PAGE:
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How to Get Your Child in Film and Television

Updated on May 1, 2023
Kenna McHugh profile image

I work in modeling and film production and like to share insights into both businesses.

Tom Cruise and Dakota Fanning

Much Younger Dakota with Tom Cruise
Much Younger Dakota with Tom Cruise | Source

Child Actor

No matter what your age. You could be seven years old, 11 years old, or 15- years old. Opportunities are available for you to start acting in a film. Film, television, cable, DVD, and Internet industries are dramatically growing. Giving more options for acting jobs is the result of the increase.

Every year, countless movies cast child actors in minor and significant roles. Oscar-nominated Little Miss Sunshine is one example. As a child of Charlotte's Web, Dakota Fanning starred in at least one movie a year. She even worked with such notable stars as Tom Cruise (War of the Worlds) and Denzel Washington (Man on Fire).

Fanning is now grown up and working in the industry as an adult. She stars in Quentin Tarantino's Once Upon a Hollywood.

Rewards of Being a Child Actor

The rewards you experience from pursuing an acting career are many. You get to spend quality time with your parents. You will learn something new every day on the set. You will build your self-confidence and have a better understanding of others.

Working in film is a very effective way to pay for your college education. If your parents act as your manager, they can earn 20% of your income.

Becoming an Actor in Film

Wanting to be in the movies is not enough to become an actor in the film industry. It takes passion and one of your parents' willingness to help you. You and your parents work as a team, with both of you committed to your business's success.

It is a full-time job building a career in the movie business. Each of you will take time out of your schedule, going to auditions and film sets — the days along and, mainly, tedious. If you do the right actions mentioned in this article, there is a good chance you will be successful.

Arnold Talks About Breaking into Acting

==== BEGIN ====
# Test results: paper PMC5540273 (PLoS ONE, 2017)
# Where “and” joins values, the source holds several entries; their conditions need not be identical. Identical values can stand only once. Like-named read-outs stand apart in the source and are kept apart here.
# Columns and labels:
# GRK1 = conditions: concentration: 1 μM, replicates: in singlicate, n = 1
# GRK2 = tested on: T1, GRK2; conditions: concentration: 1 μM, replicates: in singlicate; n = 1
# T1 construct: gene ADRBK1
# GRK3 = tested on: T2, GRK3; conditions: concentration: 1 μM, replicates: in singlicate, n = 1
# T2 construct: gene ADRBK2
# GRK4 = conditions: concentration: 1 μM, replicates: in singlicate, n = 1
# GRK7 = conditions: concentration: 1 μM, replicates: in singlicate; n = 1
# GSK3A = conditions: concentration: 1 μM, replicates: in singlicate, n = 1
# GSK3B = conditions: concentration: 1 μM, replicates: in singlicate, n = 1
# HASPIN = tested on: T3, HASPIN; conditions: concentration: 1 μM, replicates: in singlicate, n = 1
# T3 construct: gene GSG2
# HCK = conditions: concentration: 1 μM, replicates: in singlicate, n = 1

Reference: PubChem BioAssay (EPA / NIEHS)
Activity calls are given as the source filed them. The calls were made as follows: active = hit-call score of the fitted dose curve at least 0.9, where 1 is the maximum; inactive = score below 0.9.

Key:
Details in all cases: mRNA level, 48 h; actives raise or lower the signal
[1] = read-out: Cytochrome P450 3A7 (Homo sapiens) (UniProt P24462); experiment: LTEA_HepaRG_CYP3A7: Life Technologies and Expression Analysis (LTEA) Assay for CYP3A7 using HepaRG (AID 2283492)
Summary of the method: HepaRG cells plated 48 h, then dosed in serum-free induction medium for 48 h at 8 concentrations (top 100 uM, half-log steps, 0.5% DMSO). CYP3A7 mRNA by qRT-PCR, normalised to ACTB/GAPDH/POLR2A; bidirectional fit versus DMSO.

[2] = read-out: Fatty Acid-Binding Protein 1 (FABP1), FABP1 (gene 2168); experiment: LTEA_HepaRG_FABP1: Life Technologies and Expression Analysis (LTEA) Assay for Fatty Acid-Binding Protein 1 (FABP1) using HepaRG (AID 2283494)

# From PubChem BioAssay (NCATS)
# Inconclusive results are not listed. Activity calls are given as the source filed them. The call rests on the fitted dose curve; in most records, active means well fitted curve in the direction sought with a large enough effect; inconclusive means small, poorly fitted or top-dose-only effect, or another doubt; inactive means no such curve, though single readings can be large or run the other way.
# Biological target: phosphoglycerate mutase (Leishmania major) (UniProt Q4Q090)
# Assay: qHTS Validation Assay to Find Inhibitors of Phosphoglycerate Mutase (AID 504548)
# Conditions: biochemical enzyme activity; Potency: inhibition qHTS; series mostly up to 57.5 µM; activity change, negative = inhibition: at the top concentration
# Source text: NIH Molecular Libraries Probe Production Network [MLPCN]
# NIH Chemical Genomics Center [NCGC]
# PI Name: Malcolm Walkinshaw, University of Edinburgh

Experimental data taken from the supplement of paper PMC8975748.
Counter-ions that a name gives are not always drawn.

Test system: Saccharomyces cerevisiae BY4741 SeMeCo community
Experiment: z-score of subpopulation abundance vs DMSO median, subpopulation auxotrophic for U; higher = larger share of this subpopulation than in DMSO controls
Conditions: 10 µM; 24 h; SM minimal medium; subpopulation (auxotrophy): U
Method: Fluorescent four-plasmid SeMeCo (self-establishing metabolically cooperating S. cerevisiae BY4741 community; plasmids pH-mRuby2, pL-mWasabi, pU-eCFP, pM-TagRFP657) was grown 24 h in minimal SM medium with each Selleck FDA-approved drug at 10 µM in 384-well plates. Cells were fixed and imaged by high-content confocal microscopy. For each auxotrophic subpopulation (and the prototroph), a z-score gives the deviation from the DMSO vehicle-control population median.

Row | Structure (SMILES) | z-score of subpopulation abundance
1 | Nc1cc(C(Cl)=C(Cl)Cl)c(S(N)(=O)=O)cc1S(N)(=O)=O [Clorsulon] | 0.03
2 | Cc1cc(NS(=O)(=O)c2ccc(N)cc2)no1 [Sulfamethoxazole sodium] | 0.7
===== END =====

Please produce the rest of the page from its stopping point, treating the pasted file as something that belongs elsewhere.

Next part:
Guardian with Child Actor

If parents cannot be with you as you pursue your acting career, a guardian can take their place. The guardian can be a grandparent, an older brother, sister, or a babysitter. It needs to be a safe and responsible person.

A guardian does what a parent would do:

  • Go with the son or daughter to auditions.
  • They stay with them on the film sets.

The reason they need a guardian is that it is the law. Actors underage cannot go to auditions and film sets alone. A responsible adult needs to be with them the whole time.

Shirely Temple is the icon of child actors.

 Shirley Temple in "The Little Princess," circa 1939.
Shirley Temple in "The Little Princess," circa 1939. | Source

What Do You Think?

Is one of your parents willing to help you build a career in the film industry?

See results

Film Production Cities

Convincing your parents to move to Hollywood is not necessary to break into the business. Many cities have a film production community.

At times major film companies come to cities across the United States to film on location. Popular film locations:

  • Atlanta
  • San Francisco
  • Chicago
  • New York
  • Vancouver. Canada
  • Austin
  • Orlando
  • Seattle

If you live near or in one of these cities, you can start right away.

First Steps to Building Your Acting Career

Here are suggestions to get your film acting career started:

  • Get involved with the drama department at your school
  • Enroll in a local acting class for children
  • Sit in on a class or two before deciding to enrollment
  • Get valid feedback on the acting class and make sure it is the suitable class and teacher for you
  • You want to feel comfortable. Have your parent talk to the other parents who have children in the class
  • Research and find a legitimate agent
  • Agents registered with the union are the ones you should see. Union agents follow the rules because they are union-regulated by their members. It encourages them to follow the laws of the business.


How to Get an Agent

Agencies require actors unless they have a reputation and are known to be talented to audition for them before signing them up and representing them. Getting an audition with an agency is a step forward in the right direction of building your acting career.

Once you book an audition with an agency, you need to do the following:

  • Bring a headshot and resume to the meeting. It doesn't have to be a professional headshot. The resume includes on-camera experience, parts in theatrical productions, and acting teachers.
  • Work with your acting teacher on putting together a monologue for your audition.
  • Practice with your parents on being in an interview with an agent. You might meet with the agent alone or with your parents.
  • Practice until you are comfortable talking about yourself. Being comfortable in the interview with an agent makes a solid first impression.
  • When you meet with an agent, find out what they need for headshots and resumes. Agents offer standard handouts they give their clients with specific instructions.
  • Make sure you go over these instructions with your parents and understand them. If you have any questions, ask the agent right away.
  • Always be on the positive side. Never give up.
  • Remember to have fun!

Sample of a Headshot


Child Support

Having your parents support you while you break into the film business is a commendable act. The rewards are plenty. Keep researching and staying on top of the industry. The more you know, the better. It can only make your job finding work a lot easier. Good Luck!

© 2016 Kenna McHugh


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